Brief Recap The objective of this project is to create a uniform centralized way of handling event logging across our applications. Instead of building a logging framework from scratch, the decision was made to create a wrapper around a publicly available library(NLog) that can allow us to tap into the power of the open source community while making minor modifications specific to the needs of Peineary Development.
The NLog project provides a very robust way to manage loggers as well as their ways and means of logging. It provides an internal logger(I know, meta!) that handles logging events specific to the logger. For instance, it logs when any given logger is started up.
The NLog project provides the means of configuring the logger through an XML file or through code. I tend to prefer code over configuration files, so I've created this project to provide a default setup for the configuration of NLog across our applications.
Targets are used to display, store or pass log messages to another destination. NLog can dynamically write to one or multiple targets for each log message.
A target is an object that contains information relevant to the way and means a given event should be logged. The default target for NLog is a
NullTarget which does nothing. It completely throws the event away. They also provide a
ConsoleTarget, which prints event information to the Console and a
FileTarget which writes event information to a file on disk. A full listing of their targets can be found on their wiki.
There is also a great story surrounding extending NLog through creating custom targets.
This project provides the essential pieces for setting up logging in one of our applications.
The LoggerConfigurer’s Configure method is the main entry point for setting up a logger for one of our applications. This uses a
FileTarget to log its events.
The default location for any file log created through a
FileTarget is located in
C:/logs, but can be configured through setting the value for the AppSetting with the key
The InternalLogger logs when any logger starts up as well as when a logger target fails along with the exception and what target it falls back to following that failure.
This method also creates a target manager, the default targets as well as the rules that applies to each as described below.
The target manager is responsible for creating a 'wrapper target' of type
FallbackTarget as well as properly creating and prioritizing the targets contained within the fallback target for every event that the logger is responsible for logging as well as handling the lifetime of those loggers. The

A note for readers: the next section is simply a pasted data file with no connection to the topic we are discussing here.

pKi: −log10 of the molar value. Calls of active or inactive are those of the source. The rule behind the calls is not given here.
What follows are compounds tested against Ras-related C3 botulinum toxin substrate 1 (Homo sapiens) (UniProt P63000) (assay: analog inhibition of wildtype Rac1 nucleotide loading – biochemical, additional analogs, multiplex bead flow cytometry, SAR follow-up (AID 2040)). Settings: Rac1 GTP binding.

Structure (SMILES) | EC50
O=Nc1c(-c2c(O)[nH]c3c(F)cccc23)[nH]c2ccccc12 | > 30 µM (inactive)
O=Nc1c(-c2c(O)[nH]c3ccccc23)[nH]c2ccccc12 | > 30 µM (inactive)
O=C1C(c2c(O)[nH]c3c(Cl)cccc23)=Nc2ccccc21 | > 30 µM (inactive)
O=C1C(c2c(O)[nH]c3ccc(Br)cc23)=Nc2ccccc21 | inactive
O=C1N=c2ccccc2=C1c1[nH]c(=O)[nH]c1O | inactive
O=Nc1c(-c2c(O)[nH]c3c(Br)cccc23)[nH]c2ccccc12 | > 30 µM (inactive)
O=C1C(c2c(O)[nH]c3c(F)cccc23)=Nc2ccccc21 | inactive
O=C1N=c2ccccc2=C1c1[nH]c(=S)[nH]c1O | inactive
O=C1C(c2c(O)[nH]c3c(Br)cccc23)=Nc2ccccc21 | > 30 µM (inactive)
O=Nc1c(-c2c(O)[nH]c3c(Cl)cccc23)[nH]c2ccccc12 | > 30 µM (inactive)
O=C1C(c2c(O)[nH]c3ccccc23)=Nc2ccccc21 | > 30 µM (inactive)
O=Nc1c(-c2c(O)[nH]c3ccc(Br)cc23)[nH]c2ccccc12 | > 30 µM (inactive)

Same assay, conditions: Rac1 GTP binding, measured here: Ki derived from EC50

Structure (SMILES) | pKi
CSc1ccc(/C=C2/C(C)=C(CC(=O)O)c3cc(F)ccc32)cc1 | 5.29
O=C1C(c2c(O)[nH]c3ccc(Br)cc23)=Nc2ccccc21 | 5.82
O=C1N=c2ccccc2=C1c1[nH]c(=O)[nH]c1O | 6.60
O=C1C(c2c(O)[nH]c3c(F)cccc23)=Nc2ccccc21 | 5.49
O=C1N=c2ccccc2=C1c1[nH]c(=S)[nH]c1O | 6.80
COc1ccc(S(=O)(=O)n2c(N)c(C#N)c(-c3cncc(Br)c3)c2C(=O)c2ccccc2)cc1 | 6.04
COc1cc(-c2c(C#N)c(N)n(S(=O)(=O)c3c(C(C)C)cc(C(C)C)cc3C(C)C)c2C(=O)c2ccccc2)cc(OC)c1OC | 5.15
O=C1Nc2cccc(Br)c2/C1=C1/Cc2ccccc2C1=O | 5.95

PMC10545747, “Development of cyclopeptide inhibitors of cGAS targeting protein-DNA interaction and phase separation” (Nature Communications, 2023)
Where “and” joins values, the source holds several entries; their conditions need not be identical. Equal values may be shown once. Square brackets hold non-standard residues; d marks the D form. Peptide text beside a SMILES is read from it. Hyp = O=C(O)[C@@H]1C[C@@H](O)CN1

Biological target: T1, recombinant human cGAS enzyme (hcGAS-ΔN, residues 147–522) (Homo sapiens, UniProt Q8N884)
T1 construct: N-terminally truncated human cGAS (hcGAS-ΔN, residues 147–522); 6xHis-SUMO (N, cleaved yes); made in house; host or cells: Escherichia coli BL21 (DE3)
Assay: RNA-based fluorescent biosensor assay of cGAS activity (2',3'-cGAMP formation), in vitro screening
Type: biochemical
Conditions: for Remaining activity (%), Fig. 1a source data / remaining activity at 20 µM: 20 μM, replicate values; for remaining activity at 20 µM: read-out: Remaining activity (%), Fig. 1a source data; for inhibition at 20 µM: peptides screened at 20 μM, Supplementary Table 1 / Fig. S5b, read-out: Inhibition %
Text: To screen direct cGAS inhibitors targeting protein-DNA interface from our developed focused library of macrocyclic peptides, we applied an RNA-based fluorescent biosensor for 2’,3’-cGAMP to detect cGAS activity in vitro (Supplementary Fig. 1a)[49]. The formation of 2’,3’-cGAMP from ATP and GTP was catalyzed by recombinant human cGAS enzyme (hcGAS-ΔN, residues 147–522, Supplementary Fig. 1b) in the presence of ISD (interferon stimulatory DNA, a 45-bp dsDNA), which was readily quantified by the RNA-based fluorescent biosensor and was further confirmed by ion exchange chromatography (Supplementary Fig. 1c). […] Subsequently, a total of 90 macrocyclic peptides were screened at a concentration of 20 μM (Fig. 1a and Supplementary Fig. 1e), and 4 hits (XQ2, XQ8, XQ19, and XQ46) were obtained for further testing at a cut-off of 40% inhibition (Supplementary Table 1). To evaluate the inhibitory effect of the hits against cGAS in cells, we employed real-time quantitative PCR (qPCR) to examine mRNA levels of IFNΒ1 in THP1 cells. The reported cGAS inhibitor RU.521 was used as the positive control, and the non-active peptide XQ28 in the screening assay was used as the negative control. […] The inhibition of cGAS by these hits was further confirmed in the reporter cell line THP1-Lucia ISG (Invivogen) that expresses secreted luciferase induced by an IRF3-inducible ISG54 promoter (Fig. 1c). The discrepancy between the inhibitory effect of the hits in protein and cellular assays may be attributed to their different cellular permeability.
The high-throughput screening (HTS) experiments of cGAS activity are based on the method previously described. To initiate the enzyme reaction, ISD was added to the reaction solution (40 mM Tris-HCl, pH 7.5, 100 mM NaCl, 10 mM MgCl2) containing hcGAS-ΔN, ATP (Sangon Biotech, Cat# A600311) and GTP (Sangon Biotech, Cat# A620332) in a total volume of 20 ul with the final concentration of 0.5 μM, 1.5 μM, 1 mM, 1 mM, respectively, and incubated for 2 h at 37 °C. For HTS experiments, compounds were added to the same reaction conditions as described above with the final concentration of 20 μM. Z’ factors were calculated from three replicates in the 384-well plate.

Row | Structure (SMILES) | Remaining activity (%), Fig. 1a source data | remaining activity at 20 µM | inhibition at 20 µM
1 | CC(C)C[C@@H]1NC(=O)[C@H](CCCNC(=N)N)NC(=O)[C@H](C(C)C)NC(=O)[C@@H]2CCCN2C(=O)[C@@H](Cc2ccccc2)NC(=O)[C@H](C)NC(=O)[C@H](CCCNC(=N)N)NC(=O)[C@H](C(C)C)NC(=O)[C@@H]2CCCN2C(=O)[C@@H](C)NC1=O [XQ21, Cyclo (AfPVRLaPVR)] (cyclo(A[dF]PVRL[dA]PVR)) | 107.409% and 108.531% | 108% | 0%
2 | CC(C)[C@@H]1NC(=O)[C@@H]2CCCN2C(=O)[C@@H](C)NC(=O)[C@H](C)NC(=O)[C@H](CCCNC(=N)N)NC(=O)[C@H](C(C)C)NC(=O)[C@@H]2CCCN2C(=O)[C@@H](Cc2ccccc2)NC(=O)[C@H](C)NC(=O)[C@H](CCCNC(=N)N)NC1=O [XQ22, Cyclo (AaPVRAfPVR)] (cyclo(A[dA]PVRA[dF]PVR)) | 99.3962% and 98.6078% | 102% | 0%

GenerateDefaultTarget method takes an array of target types to attempt in the order they should be attempted.
A logging rule, defines which logger should log what and when. A log rule defines at what level and above(Log levels listed in descending order:
Trace) a given target should log an event and through which logger the event should be processed.
The default log level is set to
Warn, but is configurable through setting the value for the AppSetting with the key
Any event sent to the LogManager will go through all of the rules to determine which rule(s) apply to it. There is a property on the rule called
Final which will break that chain. If
Final is set to
true, then as soon as an event hits that rule and is applicable to that rule, that rule will process the event and no other rules will be evaluated for their applicability to that event.
A custom target that we developed is the
MassTransitTarget. This target utilizes the MassTransit project to publish events it is given to a messaging queue. This will allow the application to publish events to the queue and forget about them.
The url for the message queue to publish to needs to be configured through setting the value for the AppSetting with the key
Logging.Endpoint. The username and password for connecting to RabbitMQ(the default messaging queue used behind our systems) will default to username:
guest and password:
guest which are RabbitMQ defaults for ease of development. In other environments, those values should be overridden through the values for the AppSettings with keys
There will then be a project containing a listener for these events which will contain the logic relating to if, how, when and where to persist the events received.
The default target generated for our loggers is of the type
FallbackGroupTarget which takes an array of targets and utilizes them in such a way that it will try the first one first and only try the next one in line if the first one fails. Our default fallback order is:
MassTransitTarget and then
Log Manager Extensions
To ease proper use of this library, we also created a few log manager extensions that properly generate a
LogEventInfo object and handle which Logger a given type is logged to as well as at what level.
While this article has described how we designed our core pieces of the logging wrapper, a subsequent post will be written to discuss further projects we created to ease their use even more across our projects, regardless of whether they are Console, WebApi or MVC web apps.
The code for this post can be found on GitHub.